Through the Chalmers Center’s Restore: Savings curriculum and our network of trainers and partners, thousands of local churches in the Majority World have been equipped to launch savings groups. In church after church, we’ve seen God take the mustard seeds of people’s savings and grow them into a harvest of hope in the midst of deep poverty.
Microfinance can be a powerful tool for helping people escape extreme poverty. When we shift our thinking, it can be even more powerful. How can we make the most of the opportunities microfinance provides?
In God’s grand story, churches in the Majority World of Africa, Asia, and Latin America, have a critical role to play. How can we walk together in ways that enhance the dignity of materially poor churches—and the individuals and communities they serve?
We recently hosted a live webinar to celebrate the launch of our latest resource, Helping Without Hurting in Africa. Watch a recording of the webinar here!
“Are you going to adapt the 12-week Faith & Finances class into a virtual format that we can offer our participants?” In light of the coronavirus pandemic, the Chalmers staff have been asked this question a number of times over the past few months. Man, we get it. We’ve all had to scramble to pivot…
We lament for the brokenness on display in our country and pray with longing for the all-encompassing shalom that comes only through our Lord Jesus Christ. We offer this prayer and invite you to pray with us.
What does this sacrament have to do with caring for the materially poor and helping them to overcome the causes of poverty in their lives? How does a simple worship service impact the reality that suffering people experience here and now?
The right approaches to poverty alleviation are not quick fixes, but often decades-long processes that you can’t control. That’s why it’s so important to focus on being formed into people who can walk the long road of mutual transformation by the power of Christ.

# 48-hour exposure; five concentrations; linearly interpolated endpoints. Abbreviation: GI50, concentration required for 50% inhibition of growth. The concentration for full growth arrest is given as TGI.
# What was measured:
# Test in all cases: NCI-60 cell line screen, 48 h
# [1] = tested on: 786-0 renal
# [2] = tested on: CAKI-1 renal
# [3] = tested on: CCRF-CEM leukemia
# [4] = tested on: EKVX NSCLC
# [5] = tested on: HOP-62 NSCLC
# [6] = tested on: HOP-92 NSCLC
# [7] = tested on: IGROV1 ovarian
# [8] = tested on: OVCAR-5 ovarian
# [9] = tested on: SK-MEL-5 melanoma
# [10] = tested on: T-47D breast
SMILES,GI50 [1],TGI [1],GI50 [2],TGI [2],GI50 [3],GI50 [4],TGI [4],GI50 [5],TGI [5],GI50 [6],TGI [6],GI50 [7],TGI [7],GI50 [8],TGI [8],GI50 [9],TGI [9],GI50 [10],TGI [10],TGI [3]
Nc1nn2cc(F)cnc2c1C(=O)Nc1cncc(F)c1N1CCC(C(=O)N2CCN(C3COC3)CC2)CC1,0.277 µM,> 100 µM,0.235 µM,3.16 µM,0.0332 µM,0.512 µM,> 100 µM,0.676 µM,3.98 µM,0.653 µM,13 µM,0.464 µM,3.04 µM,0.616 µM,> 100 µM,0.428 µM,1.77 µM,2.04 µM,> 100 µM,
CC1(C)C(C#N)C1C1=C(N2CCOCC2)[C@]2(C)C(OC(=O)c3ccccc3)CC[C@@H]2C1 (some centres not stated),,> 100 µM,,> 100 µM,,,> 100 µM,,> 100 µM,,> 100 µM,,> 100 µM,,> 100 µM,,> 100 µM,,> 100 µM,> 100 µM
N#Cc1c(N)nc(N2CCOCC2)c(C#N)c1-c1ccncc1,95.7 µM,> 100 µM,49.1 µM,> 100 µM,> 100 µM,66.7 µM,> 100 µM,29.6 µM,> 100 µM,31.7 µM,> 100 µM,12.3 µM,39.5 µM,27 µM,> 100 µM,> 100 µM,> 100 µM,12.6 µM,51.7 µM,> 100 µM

Poverty is complex and multi-faceted. Individual sin, systemic oppression, and even demonic forces can all contribute to poverty. Indeed, the problems are so large that only God can solve them, not a distant God but an incarnate God. The only solution to poverty once lay in a manger.
If we are serious about our efforts to address the root causes of material poverty and see real change in the lives of people in our communities and around the world, there is a key question that we often fail to ask first. What are people for?
What should churches be doing now to serve the materially poor in their neighborhoods and around the world?
We often operate under false dichotomies when we think about serving the poor. What are these dichotomies—and how can we think about poverty alleviation in more biblical ways?
At Chalmers, we want to be story-driven whenever possible. What makes a good story? One that reflects God’s story, and demonstrates how Jesus brings lasting change in the life of a person, family, or community.
If you’ve been following the work of the Chalmers Center for any length of time, you know that we don’t operate in quite the same way as many ministries. Chalmers isn’t an implementing organization that directly helps materially poor people; rather Chalmers equips your church or ministry to help materially poor people more effectively. To…
How a long process of transformation brought churches, nonprofits, and even government services together to show the love of Christ in a community.
Recently, we hosted Relational Ministry in a Virtual World, a free webinar to help churches make the most of virtual tools to keep ministry going during the pandemic.
When we try to help people, we often start by trying to identify what’s wrong with the low-income individual or community, and then we try to bring in outside resources to fix what’s wrong. What if we started with what’s right with the people and communities we serve?
How do you do face-to-face ministry when gathering people together could be a threat to their health? During this season, churches and ministries are getting creative with solutions that allow them to continue serving well.